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    Ask any wrestling fan who the greatest manager of all time is and almost all of them are likely to say Bobby "The Brain" Heenan.

    There have been a lot of managers who have excelled in one or two areas, but Heenan could do it all. He was a brilliant speaker, a master psychologist and a guy who was more than capable of mixing it up physically.

    Heenan's superior intelligence was often on display while he was commentating, and that is why The Brain nickname was so fitting. Not only did The Brain work for his character, but Heenan has always been one of the most knowledgeable people in the business, so it makes sense in more ways than one.

The Cerebral Assassin

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    Triple H is a man of many nicknames, including The Game, but the one that I believe best describes him is The Cerebral Assassin.

    Triple H may have entered the WWE as the snobbish Connecticut blueblood known as Hunter Hearst Helmsley, but his character transformed in a big way over the years until he became what he is today.

    Love him or hate him, Triple H is one of the most accomplished superstars in WWE history, and The Cerebral Assassin moniker works for his character.

    Face or heel, he has long been willing to do whatever it takes to win and often has a psychological edge over his opponents, so his nickname is quite meaningful.

The Dirtiest Player in the Game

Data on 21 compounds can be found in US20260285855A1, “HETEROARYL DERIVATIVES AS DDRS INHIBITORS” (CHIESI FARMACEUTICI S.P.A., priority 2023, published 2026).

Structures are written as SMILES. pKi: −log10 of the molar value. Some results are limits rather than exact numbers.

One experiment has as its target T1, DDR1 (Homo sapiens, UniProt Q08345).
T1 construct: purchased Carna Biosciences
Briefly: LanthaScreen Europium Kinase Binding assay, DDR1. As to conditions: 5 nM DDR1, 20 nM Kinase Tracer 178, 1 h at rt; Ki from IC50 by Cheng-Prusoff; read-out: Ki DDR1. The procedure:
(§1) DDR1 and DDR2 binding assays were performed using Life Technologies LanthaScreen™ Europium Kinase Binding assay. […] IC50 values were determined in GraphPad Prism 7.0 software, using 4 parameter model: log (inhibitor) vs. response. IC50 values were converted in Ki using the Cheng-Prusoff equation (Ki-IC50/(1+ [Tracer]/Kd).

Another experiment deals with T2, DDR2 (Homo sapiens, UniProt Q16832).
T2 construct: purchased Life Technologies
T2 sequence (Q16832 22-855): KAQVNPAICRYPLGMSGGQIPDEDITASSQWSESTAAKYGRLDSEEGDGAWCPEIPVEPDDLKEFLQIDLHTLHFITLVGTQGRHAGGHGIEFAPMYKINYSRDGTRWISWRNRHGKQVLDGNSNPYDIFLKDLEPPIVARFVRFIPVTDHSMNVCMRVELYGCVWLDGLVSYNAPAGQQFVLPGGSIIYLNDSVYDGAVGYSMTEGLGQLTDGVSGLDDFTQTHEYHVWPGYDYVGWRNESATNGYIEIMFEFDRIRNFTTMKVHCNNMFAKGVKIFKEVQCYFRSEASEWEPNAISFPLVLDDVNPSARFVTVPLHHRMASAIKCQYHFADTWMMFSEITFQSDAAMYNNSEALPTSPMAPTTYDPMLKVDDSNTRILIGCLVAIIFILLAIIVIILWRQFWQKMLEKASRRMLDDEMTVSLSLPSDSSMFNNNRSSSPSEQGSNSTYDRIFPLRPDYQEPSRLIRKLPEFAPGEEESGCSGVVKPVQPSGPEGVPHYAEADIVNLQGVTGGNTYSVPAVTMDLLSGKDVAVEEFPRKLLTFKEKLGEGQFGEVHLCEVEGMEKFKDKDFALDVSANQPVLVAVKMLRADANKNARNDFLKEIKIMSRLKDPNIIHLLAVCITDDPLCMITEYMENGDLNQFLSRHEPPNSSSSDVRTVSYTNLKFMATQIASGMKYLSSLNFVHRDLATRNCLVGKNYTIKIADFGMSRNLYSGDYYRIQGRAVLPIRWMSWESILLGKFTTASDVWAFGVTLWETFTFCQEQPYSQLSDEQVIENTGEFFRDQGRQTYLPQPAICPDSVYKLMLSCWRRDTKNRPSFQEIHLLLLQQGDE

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    Every wrestling fans knows Ric Flair as The Nature Boy, but I believe the nickname that best describes him is The Dirtiest Player in the Game.

    Nature Boy was used by many wrestlers who came before Flair, but nobody other than him can stake claim to the title of Dirtiest Player in the Game.

    Flair spent most of his career as a heel and as a member of the Four Horsemen, and even though he often cheated popular faces out of victories, the fans couldn't help but love him.

    Flair never tried to hide the fact that he would bend or even break the rules to come out on top, so The Dirtiest Player in the Game is a nickname that he carried quite proudly.

The Doctor of Style

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    There have been a lot of great managers in wrestling history, but one that is often overlooked is Slick.

    While his wrestlers didn't have a lot of success in terms of winning titles, Slick never ceased to be entertaining, as he delivered some of the smoothest and most electrifying promos of his time. Perhaps that is why he became known as The Doctor of Style.

    Slick may not look too stylish to wrestling fans today, but he certainly had the right look in the 1980s. He even had what I still consider to be one of the best theme songs in wrestling history in the form of "Jive Soul Bro."

    Slick even proved that he is still deserving of the Doctor of Style moniker, as he made a guest appearance as a minister on the 1,000th episode of RAW.

The Excellence of Execution

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    Bret Hart is widely regarded as one of the best technical wrestlers ever, so it is no surprise that he referred to himself as The Excellence of Execution.

    Hart was best known as The Hitman and also liked to call himself The Best There Is, The Best There Was and The Best There Ever will be, but the Excellence of Execution nickname fit his character perfectly.

    Hart was never about being flashy in the ring or on the mic, but he was very calculated and essentially perfect when it came to breaking down his opponents.

    That may not sound like the most exciting gimmick, but Hart most definitely found a way to entertain the fans with it, as nobody has ever executed in the ring quite as excellently as The Hitman.

The Glamazon

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    Beth Phoenix certainly isn't as iconic as many names on this list, but her nickname is one of the most fitting of the bunch.